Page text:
How to manage your hallucinations

    When CBS hallucinations start, they can be very worrying and confusing. Though it may not be possible for everyone to stop the images altogether, it is usually possible to reduce their frequency and severity.

    Try eye movements

    A recent study by Dr ffytche recommended that people experiencing CBS hallucinations should try the following exercise to stop or reduce the images:

  • Imagine two points about a metre (3ft) apart from each other horizontally on a wall
  • Stand a metre away from the wall and look from one point to the other (left to right, right to left) without moving your head or blinking
  • Repeat this every second or more for 15 to 30 seconds
  • Rest for a few seconds
  • If the hallucinations don’t disappear, repeat the exercise again up to five times. If the hallucinations continue after this, then this exercise is unlikely to work. However, trying it again when you experience different hallucinations is recommended.

    Change your environment

    If the brain isn’t occupied, then it can start to fill in vision gaps with hallucinations. This means many people experience CBS symptoms when they’re sitting in a quiet environment. Turning on the TV, closing the eyes and moving the head or simply getting up and moving can help stop hallucinations in this case.

    Certain types of lighting can also make it more likely for people to experience hallucinations. In some cases, dim light can leave more vision gaps for the brain to fill, so keeping rooms well-lit will be key to minimising symptoms. For others, bright light can cause images to appear, so turning the lights off will help.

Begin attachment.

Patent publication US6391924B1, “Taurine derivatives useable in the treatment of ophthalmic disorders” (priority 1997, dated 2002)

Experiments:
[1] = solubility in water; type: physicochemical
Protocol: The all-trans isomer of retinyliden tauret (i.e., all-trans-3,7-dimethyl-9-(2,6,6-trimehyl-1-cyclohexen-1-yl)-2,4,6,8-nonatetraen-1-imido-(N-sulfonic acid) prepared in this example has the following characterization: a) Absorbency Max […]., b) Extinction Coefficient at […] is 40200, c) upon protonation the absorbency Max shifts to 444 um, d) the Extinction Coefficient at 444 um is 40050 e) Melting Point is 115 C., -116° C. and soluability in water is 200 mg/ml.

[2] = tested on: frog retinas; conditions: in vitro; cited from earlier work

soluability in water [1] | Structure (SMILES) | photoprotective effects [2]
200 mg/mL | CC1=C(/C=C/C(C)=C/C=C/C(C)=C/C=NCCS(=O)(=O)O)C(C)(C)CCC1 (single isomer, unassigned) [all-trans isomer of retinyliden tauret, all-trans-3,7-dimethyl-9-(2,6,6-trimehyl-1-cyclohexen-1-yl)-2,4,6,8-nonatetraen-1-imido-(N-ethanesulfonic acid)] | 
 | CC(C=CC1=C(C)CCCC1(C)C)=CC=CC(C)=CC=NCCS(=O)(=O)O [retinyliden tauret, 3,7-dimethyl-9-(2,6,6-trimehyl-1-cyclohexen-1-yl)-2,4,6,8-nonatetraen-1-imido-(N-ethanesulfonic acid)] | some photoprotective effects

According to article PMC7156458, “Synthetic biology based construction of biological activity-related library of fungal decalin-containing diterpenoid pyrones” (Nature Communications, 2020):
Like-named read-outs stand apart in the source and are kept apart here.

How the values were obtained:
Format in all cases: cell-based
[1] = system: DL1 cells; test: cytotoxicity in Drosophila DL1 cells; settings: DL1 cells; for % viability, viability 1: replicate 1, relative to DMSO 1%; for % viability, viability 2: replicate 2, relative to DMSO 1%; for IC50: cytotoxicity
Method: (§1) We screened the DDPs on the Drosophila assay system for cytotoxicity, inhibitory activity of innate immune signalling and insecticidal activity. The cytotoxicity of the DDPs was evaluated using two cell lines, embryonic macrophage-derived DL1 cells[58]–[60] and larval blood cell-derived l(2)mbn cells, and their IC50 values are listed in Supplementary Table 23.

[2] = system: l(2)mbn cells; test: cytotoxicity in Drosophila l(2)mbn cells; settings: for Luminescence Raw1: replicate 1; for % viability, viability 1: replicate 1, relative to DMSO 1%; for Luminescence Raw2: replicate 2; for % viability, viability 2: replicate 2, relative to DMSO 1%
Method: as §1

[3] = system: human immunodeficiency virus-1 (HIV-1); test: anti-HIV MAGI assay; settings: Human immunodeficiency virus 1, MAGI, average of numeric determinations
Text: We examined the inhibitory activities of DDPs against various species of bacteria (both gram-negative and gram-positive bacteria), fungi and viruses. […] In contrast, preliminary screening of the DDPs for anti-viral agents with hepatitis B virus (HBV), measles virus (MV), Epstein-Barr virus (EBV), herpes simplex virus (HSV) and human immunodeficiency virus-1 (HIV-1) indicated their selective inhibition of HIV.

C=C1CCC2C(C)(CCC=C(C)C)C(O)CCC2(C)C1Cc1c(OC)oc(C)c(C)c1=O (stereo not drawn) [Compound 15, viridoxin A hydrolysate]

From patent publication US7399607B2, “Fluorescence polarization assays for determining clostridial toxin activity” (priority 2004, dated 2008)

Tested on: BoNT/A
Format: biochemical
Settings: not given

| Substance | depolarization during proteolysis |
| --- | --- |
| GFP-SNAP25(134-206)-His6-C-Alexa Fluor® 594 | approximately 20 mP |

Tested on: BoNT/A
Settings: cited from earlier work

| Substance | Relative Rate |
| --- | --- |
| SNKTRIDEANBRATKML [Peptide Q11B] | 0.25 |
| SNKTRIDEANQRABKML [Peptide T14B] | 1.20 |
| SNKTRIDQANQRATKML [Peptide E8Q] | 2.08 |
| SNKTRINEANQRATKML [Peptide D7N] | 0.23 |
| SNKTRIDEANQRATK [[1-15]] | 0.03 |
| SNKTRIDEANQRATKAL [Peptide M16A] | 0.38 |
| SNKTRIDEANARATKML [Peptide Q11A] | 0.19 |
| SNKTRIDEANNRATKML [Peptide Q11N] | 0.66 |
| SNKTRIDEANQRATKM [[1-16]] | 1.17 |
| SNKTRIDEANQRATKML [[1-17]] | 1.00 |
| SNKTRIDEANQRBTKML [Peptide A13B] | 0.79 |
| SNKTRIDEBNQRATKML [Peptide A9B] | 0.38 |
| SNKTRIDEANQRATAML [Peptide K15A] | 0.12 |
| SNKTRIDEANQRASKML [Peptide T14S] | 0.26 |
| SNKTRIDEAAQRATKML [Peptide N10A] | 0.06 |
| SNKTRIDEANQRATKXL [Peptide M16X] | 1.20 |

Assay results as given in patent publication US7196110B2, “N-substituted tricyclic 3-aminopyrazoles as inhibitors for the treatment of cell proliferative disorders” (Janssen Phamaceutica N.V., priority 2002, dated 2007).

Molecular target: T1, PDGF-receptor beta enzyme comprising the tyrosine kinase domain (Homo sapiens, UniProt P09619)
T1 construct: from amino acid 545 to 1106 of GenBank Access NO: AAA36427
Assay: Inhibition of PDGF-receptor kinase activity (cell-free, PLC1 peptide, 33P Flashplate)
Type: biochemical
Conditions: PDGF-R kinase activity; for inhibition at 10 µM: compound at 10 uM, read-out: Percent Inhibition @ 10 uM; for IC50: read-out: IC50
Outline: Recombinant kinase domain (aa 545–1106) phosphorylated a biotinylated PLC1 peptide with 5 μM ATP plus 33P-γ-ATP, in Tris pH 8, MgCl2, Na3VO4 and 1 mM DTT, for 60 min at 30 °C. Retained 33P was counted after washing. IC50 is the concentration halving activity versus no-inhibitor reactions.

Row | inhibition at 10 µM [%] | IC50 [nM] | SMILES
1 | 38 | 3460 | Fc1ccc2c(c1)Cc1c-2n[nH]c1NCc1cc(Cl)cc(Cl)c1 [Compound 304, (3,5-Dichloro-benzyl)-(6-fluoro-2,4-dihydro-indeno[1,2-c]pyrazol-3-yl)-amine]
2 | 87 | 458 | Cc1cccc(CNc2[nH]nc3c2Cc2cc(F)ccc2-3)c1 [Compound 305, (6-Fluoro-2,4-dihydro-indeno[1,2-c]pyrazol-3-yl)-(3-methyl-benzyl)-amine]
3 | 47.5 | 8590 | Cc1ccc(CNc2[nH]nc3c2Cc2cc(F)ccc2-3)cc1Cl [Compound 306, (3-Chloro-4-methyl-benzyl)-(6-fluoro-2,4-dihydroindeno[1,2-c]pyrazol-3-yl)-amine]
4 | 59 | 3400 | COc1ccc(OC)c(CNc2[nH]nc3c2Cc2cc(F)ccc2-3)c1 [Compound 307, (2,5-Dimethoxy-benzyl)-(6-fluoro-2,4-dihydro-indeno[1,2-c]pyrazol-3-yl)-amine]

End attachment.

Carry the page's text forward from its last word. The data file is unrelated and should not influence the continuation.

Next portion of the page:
Once people understand the type of light that causes or increases hallucinations, they can adjust the brightness level to minimise their symptoms.

    Get familiar with the images

    By understanding what triggers hallucinations, people living with AMD can recognise them and start to feel more comfortable when they appear. People can do this by:

  • Getting to know the hallucinations including the patterns, images and figures that come up regularly. This will make it less surprising and uncomfortable when they appear
  • Thinking critically and asking ‘are they too detailed to be real?’. Hallucinations often appear more clearly than those with sight loss typically see, so asking this question can help to figure out if something is real or not
  • Reaching out to them (with a hand or stick), blinking or staring directly at hallucinations can help your brain to fill the vision gaps they’re missing and cause the images to fade
  • Maintain a healthy lifestyle

    Exercising regularly and safely, getting enough sleep and having a healthy, varied diet are already known to help slow the progression of many eye conditions. This is the case for those experiencing CBS.

    For some, stress or tiredness can cause hallucinations to appear more frequently and for longer. Staying as relaxed as possible and maintaining good sleep hygiene will help avoid worsening CBS symptoms.

    Some evidence has also suggested that taking supplements like real ginger or Omega 3 alongside a balanced diet can alleviate CBS symptoms. However, it’s important to get advice from your consultant before making any major changes to your lifestyle.

    Talk and get support

    Experiencing hallucinations can be an isolating and confusing experience. Talking about what you’re seeing with a loved one or specialist support group can help you to feel more comfortable and manage your symptoms effectively.

    Getting professional advice is also key to managing your CBS or other AMD symptoms effectively. By signing up for the free OcuPlan service, you can get support from eye care professionals whenever you need it. This will help you understand and manage your CBS or AMD, giving you complete peace of mind.